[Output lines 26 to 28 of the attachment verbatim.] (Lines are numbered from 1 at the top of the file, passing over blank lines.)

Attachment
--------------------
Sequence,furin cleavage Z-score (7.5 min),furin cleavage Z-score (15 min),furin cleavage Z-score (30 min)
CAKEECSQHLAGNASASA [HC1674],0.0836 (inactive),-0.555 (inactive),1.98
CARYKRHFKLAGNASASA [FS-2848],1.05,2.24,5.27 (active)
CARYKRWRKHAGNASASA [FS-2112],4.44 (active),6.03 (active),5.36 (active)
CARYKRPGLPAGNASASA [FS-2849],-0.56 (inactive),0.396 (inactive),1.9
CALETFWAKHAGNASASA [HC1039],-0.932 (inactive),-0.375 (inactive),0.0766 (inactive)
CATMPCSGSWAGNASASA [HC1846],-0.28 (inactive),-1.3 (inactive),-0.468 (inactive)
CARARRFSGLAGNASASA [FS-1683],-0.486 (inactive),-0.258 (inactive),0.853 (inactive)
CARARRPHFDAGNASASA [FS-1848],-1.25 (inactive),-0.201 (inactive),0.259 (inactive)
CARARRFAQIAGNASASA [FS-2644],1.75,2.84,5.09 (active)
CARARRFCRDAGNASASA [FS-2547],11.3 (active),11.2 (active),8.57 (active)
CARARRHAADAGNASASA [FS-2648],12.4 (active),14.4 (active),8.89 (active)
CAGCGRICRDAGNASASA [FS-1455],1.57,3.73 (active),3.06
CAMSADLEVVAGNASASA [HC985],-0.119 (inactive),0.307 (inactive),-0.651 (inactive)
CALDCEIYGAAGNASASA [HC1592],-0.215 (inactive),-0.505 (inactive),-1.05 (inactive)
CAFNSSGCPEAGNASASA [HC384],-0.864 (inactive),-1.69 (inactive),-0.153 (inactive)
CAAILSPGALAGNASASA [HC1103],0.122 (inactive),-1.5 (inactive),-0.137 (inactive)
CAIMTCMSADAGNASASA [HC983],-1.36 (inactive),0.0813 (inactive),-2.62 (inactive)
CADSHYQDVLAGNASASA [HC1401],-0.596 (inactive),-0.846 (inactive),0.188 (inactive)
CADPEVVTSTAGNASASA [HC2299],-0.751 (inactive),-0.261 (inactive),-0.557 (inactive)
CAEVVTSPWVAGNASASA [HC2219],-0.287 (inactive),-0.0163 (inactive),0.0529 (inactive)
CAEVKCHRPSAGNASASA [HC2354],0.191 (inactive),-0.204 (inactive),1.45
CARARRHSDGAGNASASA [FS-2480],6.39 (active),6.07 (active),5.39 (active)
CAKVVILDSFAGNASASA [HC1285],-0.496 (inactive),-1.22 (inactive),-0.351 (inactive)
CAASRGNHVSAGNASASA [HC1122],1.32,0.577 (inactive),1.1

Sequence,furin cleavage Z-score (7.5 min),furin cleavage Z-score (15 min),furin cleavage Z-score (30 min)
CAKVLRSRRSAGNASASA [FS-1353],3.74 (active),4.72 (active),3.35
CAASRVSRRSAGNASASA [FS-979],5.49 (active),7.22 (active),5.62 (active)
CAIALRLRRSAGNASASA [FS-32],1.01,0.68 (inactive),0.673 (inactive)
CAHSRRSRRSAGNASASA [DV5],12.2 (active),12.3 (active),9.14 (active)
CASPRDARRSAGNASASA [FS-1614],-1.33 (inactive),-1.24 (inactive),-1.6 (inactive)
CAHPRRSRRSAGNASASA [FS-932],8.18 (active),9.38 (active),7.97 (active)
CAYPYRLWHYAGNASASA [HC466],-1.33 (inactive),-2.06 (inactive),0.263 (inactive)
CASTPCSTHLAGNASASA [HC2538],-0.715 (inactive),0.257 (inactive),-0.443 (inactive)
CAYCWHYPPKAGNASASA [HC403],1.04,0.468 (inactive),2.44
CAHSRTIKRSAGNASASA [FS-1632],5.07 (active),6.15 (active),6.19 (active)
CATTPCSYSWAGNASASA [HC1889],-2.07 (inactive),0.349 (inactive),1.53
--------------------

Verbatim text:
Sequence,furin cleavage Z-score (7.5 min),furin cleavage Z-score (15 min),furin cleavage Z-score (30 min)
CAKVLRSRRSAGNASASA [FS-1353],3.74 (active),4.72 (active),3.35
CAASRVSRRSAGNASASA [FS-979],5.49 (active),7.22 (active),5.62 (active)